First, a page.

homes for baby tomatoes... wonderful story!!
Every year when I start seeds for my transplants, I have extra seedlings that I don't need. Last year I potted them in small styrofoam cups and delivered 100's of plants to my Senior Citizens Center. I knew I was dooming a lot of seedlings to a miserable existence until they expired, planted in buckets by doorsteps in Assisted Housing complexes. However, the plants were enthusiastically received ... gardeners who no longer have soil of their own still like to take home a plant or two... and some of the people who took them OBVIOUSLY knew a lot about gardening.
EVEN BETTER OUTCOME THIS YEAR!! An anthropology professor at a state college 100 miles southwest of me is trying to start an Arkansas-based Seed Savers Exchange, to meet each spring at Mt. View at the Folk Center. He had over 100 people come this first year, but limited amount of seeds to exchange.
I requested contact information from someone in SSE who went to the exchange, and he arranged for a local student and his mother to get my extra seedlings, upsize them, and the professor is passing them out to his students to grow off during the summer for LOTS of varieties of seeds to offer at next year's seed swap.
Doesn't get any better than that! Also, a lady 35 miles south of me has demonstrated a serious interest in seed saving, and she is getting lots of plants from me, too.
Remembering last year's "crucible test" of a late freeze, a wet spring that made foliage diseases the worst I've ever had, and then a record heat and drought in July and August, I planted over 80 varieties of tomatoes this year. The whole idea is row them out in the old flower beds (tomatoes among the daylilies instead of Zinnias this year)... and see who can take it. This is 4 times as many tomato varieties as I usually plant, but it should get a lot of answers fast... then I can replant next year the ones who show most promise.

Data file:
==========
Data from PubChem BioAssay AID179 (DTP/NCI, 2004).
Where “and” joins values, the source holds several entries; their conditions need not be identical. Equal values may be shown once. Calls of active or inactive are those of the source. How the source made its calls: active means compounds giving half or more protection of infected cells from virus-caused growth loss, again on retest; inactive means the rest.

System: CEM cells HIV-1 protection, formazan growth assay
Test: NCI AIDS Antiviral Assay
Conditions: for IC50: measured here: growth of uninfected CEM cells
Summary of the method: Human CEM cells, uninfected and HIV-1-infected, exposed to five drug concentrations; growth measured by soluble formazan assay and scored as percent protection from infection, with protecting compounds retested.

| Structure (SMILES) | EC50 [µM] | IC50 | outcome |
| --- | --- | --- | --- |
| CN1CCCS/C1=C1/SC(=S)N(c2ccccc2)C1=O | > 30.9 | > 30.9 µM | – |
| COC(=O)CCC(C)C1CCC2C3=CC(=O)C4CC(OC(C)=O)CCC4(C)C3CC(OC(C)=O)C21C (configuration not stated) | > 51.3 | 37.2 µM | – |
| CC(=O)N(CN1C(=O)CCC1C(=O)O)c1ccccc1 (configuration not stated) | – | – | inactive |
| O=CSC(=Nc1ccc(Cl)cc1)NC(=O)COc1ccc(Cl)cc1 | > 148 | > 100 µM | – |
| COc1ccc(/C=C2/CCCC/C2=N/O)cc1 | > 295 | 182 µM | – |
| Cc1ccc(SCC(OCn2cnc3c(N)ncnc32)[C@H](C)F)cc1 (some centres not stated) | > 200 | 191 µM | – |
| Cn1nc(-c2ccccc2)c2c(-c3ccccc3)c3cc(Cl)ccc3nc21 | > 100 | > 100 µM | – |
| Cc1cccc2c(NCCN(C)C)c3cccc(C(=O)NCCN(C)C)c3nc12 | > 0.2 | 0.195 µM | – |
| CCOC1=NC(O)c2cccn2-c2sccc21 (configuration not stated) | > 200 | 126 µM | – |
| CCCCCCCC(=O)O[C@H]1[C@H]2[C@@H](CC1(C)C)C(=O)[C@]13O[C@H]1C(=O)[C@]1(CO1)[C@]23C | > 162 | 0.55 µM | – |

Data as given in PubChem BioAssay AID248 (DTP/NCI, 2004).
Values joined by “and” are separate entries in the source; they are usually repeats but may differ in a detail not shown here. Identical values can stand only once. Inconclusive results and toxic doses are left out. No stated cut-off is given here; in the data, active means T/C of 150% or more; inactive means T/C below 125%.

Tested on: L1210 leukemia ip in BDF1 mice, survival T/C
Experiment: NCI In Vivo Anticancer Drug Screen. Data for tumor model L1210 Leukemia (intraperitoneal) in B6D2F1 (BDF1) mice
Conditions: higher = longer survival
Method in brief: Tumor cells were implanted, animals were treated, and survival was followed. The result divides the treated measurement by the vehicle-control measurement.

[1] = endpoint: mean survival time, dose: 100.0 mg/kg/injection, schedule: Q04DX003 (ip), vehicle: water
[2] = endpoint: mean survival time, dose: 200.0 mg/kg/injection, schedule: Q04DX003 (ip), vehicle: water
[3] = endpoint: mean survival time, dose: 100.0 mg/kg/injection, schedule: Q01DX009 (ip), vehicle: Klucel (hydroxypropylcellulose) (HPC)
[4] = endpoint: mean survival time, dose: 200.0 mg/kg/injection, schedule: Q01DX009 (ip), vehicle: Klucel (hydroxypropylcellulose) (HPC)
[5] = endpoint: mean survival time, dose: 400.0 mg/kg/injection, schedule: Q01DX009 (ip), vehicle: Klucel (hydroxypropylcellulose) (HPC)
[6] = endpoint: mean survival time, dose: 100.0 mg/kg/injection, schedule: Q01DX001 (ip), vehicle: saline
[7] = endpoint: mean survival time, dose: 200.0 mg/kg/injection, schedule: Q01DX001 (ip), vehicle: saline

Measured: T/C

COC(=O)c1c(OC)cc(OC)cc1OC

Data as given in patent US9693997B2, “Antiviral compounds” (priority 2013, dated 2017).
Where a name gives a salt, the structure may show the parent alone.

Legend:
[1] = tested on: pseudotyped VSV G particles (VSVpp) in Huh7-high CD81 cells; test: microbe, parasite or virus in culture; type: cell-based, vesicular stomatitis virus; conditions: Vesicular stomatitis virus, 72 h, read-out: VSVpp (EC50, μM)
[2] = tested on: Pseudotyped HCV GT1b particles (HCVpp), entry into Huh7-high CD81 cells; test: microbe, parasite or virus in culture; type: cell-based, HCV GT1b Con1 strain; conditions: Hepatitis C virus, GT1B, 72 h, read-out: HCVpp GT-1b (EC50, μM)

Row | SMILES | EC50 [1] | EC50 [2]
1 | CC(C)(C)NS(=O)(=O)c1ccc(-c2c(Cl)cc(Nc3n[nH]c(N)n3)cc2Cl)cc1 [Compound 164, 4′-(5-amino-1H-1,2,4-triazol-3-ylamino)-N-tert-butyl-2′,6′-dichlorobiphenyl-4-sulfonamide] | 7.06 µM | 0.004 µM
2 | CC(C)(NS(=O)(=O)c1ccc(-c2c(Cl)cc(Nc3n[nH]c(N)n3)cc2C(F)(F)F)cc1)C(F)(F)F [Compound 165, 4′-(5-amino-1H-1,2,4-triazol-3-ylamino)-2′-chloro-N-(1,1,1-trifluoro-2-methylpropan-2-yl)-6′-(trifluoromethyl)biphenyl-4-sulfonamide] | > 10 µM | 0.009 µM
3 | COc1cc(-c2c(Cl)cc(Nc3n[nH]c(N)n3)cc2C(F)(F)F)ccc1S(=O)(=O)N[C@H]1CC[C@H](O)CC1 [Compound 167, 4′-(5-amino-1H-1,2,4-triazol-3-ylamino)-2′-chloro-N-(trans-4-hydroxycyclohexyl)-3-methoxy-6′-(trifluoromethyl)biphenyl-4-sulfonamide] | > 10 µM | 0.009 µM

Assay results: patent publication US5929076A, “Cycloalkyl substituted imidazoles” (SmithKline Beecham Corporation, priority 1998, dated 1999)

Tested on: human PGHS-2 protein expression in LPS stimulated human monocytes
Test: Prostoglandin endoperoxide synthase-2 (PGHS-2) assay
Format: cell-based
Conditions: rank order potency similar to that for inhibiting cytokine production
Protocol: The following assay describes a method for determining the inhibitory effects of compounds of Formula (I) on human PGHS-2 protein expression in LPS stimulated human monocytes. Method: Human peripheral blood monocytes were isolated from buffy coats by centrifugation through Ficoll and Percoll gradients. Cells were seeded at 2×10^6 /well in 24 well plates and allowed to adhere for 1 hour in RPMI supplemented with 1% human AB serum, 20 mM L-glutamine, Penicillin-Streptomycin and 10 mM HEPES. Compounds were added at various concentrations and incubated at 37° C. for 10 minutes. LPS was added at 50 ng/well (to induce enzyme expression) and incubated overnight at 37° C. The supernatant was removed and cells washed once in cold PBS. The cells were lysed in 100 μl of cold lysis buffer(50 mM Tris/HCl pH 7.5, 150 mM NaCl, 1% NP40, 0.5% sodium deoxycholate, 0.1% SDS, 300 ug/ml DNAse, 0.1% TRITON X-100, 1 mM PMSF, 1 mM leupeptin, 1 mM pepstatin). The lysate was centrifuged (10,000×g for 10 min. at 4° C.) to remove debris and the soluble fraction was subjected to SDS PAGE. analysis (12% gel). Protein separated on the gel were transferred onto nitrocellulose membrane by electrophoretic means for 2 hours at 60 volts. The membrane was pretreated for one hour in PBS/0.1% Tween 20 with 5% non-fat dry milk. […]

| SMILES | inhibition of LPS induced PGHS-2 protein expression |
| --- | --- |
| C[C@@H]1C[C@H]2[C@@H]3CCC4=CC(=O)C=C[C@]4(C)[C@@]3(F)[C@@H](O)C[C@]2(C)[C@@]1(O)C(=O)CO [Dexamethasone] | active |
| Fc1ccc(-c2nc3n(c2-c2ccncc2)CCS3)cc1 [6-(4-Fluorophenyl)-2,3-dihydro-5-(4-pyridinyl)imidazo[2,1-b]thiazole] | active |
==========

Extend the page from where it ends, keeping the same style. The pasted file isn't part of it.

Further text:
Will be interesting to see if my results are similar to those of the students who are receiving my extra plants. 20 varieties of eggplants and about the same in exotic peppers also went for distribution.
Jan... Greentongue in the Arkansas Ozarks.
PS: wish me a bumper crop of Curcurbita moschata squash varieties, too. Wouldn't it be fun for a cultural anthropology class to see the myriad forms that just one species of squash has become since it left America 5 centuries ago on Spanish trading ships... especially if the fruits are hand-pollinated so that the seeds can be saved from the squash as they are cut... and also offered at the spring seed exchange! I also have 5 Native American types of this species... so even its original forms may be represented.